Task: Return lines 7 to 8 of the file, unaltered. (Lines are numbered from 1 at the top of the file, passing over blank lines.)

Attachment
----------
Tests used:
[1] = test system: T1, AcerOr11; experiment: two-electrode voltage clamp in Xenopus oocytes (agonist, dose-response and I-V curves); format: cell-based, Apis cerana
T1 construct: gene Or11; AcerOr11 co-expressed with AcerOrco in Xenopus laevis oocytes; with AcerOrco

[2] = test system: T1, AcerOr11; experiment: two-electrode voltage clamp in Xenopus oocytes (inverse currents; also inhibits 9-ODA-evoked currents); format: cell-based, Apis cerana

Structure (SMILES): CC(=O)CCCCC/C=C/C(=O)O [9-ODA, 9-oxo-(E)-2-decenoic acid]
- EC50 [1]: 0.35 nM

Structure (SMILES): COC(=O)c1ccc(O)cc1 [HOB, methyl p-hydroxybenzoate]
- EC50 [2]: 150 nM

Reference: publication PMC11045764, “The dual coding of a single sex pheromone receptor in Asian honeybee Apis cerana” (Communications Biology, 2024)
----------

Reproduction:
Structure (SMILES): COC(=O)c1ccc(O)cc1 [HOB, methyl p-hydroxybenzoate]
- EC50 [2]: 150 nM